Paying the Price (by Susan)

Synopsis:   Is it worth the cost to refuse to sell lumber to a new mine owner?

Category:  Bonanza
Genre:  Western, Drama
Rating:  PG
Word Count:  20,180


“Hey, Pa, we’re home!” shouted Joe Cartwright as he walked through the door of the ranch house. Joe hung his tan hat on the peg by the door and slipped out of his green jacket. He tossed the jacket on a peg also. “Pa!” he shouted again as he began to unbuckle his gunbelt. “We’re back!”

“I can hear you, Joseph,” said Ben Cartwright with a smile as he descended the steps to the large room below. “In fact, I think most of the Ponderosa heard you.” Ben looked around the room. “Where’s Hoss?” he asked curiously.

“He’s putting up the horses,” answered Joe as he took off the gunbelt and rolled it into a ball. “I cooked the last two days on the trail so he’s got to put the horses away.”

“And he managed to survive your cooking?” Ben asked in mock horror.

“Just barely,” Joe replied with a grin. “Hop Sing better be cooking up enough feed to an army tonight. Otherwise, the rest of us aren’t going to get anything to eat.”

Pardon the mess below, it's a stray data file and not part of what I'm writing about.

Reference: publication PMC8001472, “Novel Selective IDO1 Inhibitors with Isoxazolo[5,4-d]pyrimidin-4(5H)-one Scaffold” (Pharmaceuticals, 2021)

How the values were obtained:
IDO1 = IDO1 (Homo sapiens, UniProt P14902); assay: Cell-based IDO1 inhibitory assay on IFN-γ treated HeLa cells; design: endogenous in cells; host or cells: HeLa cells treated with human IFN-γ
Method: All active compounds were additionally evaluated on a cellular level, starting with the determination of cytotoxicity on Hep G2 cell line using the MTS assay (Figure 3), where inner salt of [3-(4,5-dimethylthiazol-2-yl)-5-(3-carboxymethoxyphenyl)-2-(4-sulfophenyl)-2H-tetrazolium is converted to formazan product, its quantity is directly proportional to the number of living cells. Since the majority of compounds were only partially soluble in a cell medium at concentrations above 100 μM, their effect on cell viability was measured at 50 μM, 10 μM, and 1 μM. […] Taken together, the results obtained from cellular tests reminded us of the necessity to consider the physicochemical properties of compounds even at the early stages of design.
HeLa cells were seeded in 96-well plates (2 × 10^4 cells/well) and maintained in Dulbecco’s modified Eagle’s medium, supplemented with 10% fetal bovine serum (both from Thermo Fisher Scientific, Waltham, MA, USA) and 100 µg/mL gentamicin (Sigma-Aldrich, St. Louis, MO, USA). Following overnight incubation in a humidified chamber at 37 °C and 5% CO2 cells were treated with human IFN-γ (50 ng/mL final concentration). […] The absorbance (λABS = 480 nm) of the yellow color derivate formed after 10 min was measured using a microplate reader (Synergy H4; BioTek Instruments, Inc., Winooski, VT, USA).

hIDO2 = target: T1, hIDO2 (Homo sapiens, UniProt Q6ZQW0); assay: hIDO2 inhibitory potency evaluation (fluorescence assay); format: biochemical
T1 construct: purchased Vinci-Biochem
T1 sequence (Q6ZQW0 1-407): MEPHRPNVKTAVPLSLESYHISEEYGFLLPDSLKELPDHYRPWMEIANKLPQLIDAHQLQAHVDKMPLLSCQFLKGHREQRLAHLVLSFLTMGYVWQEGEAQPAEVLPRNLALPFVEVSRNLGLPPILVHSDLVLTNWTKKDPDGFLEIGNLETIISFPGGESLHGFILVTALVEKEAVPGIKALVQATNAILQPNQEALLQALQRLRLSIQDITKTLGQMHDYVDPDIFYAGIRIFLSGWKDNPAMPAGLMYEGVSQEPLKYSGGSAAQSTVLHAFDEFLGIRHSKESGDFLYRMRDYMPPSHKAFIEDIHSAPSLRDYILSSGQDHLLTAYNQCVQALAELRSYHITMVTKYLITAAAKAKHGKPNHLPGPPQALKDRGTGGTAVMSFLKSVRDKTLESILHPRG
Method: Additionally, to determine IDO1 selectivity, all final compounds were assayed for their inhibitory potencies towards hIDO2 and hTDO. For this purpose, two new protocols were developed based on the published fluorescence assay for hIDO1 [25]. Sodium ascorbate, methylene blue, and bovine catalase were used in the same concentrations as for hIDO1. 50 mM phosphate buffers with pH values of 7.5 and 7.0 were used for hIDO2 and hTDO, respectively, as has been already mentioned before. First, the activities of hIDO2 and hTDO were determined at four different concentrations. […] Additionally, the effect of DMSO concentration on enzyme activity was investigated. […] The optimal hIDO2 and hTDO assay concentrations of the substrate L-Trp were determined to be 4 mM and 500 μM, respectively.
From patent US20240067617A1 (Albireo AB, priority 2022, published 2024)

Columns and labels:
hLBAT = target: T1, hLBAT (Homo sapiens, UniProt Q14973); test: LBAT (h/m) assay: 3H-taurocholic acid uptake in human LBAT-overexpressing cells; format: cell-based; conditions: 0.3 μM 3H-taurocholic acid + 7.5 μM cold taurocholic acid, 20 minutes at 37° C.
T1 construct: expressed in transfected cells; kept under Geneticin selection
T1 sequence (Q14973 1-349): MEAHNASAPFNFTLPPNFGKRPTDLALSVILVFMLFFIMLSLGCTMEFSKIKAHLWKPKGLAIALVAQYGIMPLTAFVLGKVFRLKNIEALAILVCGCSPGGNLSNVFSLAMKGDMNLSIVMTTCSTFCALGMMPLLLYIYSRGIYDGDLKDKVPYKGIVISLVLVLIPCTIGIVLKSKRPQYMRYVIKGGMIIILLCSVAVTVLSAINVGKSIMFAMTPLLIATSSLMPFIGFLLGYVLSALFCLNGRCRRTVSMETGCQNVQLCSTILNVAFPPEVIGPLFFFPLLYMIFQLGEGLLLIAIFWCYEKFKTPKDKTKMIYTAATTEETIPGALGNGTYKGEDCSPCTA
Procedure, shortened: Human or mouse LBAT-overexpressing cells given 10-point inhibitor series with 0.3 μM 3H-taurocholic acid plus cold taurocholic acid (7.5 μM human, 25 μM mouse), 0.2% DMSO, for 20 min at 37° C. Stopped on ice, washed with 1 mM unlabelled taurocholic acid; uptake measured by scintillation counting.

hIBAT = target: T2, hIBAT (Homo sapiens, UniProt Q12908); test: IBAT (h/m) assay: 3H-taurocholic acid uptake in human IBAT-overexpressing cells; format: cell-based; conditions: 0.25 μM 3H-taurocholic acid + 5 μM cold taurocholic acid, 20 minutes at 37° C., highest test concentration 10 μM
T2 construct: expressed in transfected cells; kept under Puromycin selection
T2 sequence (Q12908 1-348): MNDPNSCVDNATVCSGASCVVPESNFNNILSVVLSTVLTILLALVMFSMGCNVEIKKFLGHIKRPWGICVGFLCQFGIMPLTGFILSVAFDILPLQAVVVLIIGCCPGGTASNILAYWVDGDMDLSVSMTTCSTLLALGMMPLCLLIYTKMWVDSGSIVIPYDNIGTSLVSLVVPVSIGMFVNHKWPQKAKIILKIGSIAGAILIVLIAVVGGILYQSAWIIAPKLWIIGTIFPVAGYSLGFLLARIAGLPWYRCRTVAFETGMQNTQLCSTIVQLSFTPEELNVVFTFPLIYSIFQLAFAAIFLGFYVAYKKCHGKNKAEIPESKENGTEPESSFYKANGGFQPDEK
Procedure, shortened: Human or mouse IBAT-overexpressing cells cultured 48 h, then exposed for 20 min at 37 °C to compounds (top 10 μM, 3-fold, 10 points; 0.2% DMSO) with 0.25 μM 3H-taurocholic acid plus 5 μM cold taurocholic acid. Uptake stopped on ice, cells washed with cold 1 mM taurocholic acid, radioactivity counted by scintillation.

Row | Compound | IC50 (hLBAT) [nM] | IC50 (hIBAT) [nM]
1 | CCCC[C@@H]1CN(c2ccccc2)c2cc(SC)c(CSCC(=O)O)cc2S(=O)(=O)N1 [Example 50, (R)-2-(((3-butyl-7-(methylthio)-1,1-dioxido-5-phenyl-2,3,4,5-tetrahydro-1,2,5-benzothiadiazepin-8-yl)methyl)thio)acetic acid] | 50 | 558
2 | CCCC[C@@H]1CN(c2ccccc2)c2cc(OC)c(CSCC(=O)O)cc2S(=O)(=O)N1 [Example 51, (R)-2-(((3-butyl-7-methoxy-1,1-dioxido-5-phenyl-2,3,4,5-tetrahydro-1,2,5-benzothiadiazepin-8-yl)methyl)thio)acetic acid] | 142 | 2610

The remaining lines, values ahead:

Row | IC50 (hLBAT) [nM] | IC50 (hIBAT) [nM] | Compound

Crossing the room, Ben put his arm affectionately around his youngest son’s shoulder. “Well, what did you think of the stock Jamison is selling?” he asked. “Are they worth the price?”

“Pa, those horses are the best I’ve ever seen,” declared Joe in an enthusiastic voice. “They’re all sound, with chests like barrels. And not one older than seven or eight. If we buy them from Jamison, they’ll improve our stock a lot.”

“Good, good,” said Ben. “And how much is he asking for them?”

Joe’s face grew serious. “The price is high, Pa,” he admitted. “Real high. He wants $20,000 for the whole herd.”

“$20,000!” exclaimed Ben. “He must be mad. There’s not a herd of horses in Nevada worth that much.”

“Jamison thinks his are,” Joe said. “He’s not willing to come down. I tried everything I could think of, but he’s stuck on the price.”

Suddenly, Hoss Cartwright pushed open the front door and walked into the room. “Hot diggity! Something smells good.” He tossed his big white hat on the peg by the door. “When’s dinner?” asked Hoss, rubbing his hands together.

“It’s nice to see you, too, son,” said Ben pointedly.

“What? Oh yeah,” replied Hoss apologetically. “It’s good to see you, Pa.” Hoss sniffed the air hopefully. “Is Hop Sing cooking chicken for dinner?”